Opportunities for the redevelopment of Federal Way’s downtown. Screenshot from City of Federal Way presentation

Opportunities for the redevelopment of Federal Way’s downtown. Screenshot from City of Federal Way presentation

Blueprint for building community: How the redevelopment of Federal Way’s downtown shapes the future

City planners to present vision for redeveloping Federal Way’s downtown corridor at Jan. 18 special meeting.

The redevelopment of Federal Way’s downtown could be considered the blueprint for creating community.

At the Jan. 18 Federal Way City Council special meeting, city planners are presenting a redevelopment plan, and the council’s approval is needed to confirm the redevelopment vision is headed in the right direction.

The plans explore development possibilities for the city-owned TC-3 property (the former Target location) and re-imagining the 21st Avenue South corridor. Council members previously provided possible ideas for the downtown core, and the city planners created the roadmap for these suggestions.

“We’re at this pivotal place in time where, if we want a vision for how to make Federal Way’s downtown memorable, we have to go now,” said Keith Niven, planning manager for the City of Federal Way.

Town Square Park, Town Center Steps and the Performing Arts & Event Center (PAEC) are the first pillars of the long-term vision.

As Sound Transit’s Federal Way Link Extension takes its full form in Federal Way, the surrounding space must also match the revitalization and placemaking efforts.

The design approach of placemaking “inspires people to collectively re-imagine and re-invent public spaces as the heart of every community,” according to the Project for Public Spaces.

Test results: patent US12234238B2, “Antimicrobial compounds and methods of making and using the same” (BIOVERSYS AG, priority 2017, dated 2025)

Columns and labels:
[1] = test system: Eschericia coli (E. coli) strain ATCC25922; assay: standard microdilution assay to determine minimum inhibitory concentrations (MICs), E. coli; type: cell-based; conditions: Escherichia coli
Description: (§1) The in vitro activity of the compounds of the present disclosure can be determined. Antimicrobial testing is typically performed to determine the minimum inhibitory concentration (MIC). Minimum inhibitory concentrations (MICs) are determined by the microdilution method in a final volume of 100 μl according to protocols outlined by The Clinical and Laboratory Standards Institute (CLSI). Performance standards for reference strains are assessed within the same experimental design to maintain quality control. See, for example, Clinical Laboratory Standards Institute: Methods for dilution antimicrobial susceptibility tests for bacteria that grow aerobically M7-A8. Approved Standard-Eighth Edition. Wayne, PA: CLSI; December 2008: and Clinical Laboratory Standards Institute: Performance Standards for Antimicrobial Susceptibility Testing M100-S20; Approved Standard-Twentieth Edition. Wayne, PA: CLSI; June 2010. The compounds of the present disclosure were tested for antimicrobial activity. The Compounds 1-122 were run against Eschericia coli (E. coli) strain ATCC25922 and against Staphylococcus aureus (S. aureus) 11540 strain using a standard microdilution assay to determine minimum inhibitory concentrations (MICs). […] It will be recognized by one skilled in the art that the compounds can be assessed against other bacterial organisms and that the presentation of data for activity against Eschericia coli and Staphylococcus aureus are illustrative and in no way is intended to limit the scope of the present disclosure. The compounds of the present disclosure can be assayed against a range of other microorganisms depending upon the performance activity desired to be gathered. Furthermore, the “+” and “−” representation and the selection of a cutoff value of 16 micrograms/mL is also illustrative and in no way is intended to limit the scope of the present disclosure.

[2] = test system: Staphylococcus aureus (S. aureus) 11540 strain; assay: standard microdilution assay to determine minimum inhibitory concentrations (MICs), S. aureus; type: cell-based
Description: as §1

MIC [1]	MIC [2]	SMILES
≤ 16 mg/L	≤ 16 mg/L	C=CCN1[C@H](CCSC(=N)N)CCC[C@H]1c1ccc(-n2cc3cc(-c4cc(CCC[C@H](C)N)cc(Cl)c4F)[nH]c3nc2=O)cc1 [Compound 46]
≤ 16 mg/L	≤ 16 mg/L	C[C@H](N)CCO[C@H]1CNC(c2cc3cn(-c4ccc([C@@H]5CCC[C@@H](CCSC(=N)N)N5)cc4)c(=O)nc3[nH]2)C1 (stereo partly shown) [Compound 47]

Along 21st Avenue South in Federal Way — which Niven refers to as the “spine of Federal Way” — has the possibility of become a space dedicated for fewer cars and more people.

“If you were wanting to create a signature street downtown, you want one that isn’t full of cars,” Niven said. “21st starts to feel like this place where you could create this spine for downtown.”

A space designated for people would help build cohesiveness between the future light rail station and any possible development next to the PAEC.

Options for the upper level of Federal Way’s TC-3 property could include relocating City Hall, a civic center or civic plaza, a hall for the Federal Way Farmers Market to call home, mixed-used retailing, additional housing and more.

If the concept is approved by the city council, community members will have the opportunity to contribute their ideas for the redevelopment at a later date.

Another priority is making sure Federal Way’s new light rail station is not just a departure point, but a destination as well, said Community Development Director Brian Davis.

The Commons mall is at a turning point with the incoming Amazon Fresh store opening, and the fenced-off land of the former Target building (the TC-3 property) is begging for attention.

Another aspect of the redevelopment is creating a pedestrian-oriented passageway for people to travel across South 320th Street from the future light rail station to the businesses and mall across the road. This project will improve non-motorized mobility within the downtown area.

“The Dip” project suggests lowering South 320th Street for traffic to travel under an at-grade or slightly elevated bridge for an uninterrupted continuation of 21st Avenue South for pedestrians and cyclists.

Interesting infrastructure can help create a sense of place, notifying people they have arrived in Federal Way, Niven said.

An additional $150,000 is needed by council approval in order to complete a feasibility and traffic study for “The Dip.”

With the council’s support, the proposal for the TC-3 redevelopment, study of the road dip, and a policy and code update could be completed in 2022 or early 2023.

A proactive approach to the development plans could allow for real changes to be seen as early as 2027 or 2028, said Chaney Skadsen, associate planner for Federal Way.

“With this concentrated space, it’s building the energy and the activity in a spot,” Skadsen said. “It’s like creating the blueprints for [community].”


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Photo courtesy of Bruce Honda
Looking west, the city-owned TC-3 property (the former Target location) next to the Performing Arts and Event Center overlooks 21st Avenue South in Federal Way.

Photo courtesy of Bruce Honda Looking west, the city-owned TC-3 property (the former Target location) next to the Performing Arts and Event Center overlooks 21st Avenue South in Federal Way.

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